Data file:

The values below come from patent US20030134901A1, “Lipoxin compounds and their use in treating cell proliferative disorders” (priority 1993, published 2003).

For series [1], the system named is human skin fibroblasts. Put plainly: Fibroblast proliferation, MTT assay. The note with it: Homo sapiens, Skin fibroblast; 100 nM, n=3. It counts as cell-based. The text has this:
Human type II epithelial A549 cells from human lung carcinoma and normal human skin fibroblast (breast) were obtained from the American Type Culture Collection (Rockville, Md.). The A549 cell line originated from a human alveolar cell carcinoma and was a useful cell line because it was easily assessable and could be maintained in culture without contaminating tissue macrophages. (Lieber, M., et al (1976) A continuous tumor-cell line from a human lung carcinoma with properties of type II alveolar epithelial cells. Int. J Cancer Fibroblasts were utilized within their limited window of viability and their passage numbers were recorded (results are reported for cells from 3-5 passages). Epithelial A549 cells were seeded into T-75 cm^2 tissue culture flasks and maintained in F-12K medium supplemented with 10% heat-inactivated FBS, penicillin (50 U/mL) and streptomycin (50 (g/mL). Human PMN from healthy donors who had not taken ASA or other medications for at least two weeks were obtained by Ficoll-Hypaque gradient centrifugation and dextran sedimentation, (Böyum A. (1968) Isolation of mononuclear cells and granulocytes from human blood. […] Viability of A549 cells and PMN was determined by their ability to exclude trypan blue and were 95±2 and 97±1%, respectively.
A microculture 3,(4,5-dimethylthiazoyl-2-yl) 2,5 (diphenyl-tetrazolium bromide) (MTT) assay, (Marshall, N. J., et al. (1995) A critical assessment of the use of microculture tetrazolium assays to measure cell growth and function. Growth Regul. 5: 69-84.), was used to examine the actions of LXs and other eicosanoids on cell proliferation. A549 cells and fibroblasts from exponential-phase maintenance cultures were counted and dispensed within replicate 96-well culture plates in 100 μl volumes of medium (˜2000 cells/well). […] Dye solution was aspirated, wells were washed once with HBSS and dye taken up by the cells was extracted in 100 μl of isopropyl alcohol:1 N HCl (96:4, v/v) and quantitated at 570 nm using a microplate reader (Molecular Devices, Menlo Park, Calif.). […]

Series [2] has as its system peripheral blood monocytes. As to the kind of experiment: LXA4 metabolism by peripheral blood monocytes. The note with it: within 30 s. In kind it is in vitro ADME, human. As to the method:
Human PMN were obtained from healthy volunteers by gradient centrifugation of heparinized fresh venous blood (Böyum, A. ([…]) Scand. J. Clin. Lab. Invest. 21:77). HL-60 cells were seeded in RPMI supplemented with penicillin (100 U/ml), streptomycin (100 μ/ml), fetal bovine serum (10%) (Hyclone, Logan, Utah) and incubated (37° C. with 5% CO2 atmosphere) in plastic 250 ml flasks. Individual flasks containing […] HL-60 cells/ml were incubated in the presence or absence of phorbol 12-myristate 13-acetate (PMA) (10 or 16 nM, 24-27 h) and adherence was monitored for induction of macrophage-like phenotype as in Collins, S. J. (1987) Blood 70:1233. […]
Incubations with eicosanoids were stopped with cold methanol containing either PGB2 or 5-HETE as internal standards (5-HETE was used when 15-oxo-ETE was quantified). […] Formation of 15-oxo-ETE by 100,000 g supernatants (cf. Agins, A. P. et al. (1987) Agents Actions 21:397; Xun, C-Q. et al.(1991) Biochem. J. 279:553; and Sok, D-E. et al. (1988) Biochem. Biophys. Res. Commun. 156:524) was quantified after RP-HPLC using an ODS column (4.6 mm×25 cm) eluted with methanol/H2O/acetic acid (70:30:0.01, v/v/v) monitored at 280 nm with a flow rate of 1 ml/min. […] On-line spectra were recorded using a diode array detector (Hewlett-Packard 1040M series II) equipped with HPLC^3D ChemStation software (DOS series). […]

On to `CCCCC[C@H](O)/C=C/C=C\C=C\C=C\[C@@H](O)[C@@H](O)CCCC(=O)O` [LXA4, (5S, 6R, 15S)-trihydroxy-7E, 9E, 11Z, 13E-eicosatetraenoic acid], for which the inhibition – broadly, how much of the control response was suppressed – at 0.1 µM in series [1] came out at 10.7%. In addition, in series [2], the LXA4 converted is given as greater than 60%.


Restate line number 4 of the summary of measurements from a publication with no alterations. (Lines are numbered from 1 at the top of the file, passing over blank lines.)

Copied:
A microculture 3,(4,5-dimethylthiazoyl-2-yl) 2,5 (diphenyl-tetrazolium bromide) (MTT) assay, (Marshall, N. J., et al. (1995) A critical assessment of the use of microculture tetrazolium assays to measure cell growth and function. Growth Regul. 5: 69-84.), was used to examine the actions of LXs and other eicosanoids on cell proliferation. A549 cells and fibroblasts from exponential-phase maintenance cultures were counted and dispensed within replicate 96-well culture plates in 100 μl volumes of medium (˜2000 cells/well). […] Dye solution was aspirated, wells were washed once with HBSS and dye taken up by the cells was extracted in 100 μl of isopropyl alcohol:1 N HCl (96:4, v/v) and quantitated at 570 nm using a microplate reader (Molecular Devices, Menlo Park, Calif.). […]